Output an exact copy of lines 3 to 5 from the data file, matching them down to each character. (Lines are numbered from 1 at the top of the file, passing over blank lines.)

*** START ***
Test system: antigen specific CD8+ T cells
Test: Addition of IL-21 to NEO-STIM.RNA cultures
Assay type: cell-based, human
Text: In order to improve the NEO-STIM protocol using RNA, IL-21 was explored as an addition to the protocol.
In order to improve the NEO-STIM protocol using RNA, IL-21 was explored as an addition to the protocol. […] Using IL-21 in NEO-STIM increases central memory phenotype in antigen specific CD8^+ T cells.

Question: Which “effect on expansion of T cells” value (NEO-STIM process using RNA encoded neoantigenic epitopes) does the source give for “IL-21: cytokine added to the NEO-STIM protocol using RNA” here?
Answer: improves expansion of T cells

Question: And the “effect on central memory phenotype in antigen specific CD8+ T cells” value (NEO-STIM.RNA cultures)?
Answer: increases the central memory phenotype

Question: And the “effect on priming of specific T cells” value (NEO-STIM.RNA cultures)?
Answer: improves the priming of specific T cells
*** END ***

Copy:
Assay type: cell-based, human
Text: In order to improve the NEO-STIM protocol using RNA, IL-21 was explored as an addition to the protocol.
In order to improve the NEO-STIM protocol using RNA, IL-21 was explored as an addition to the protocol. […] Using IL-21 in NEO-STIM increases central memory phenotype in antigen specific CD8^+ T cells.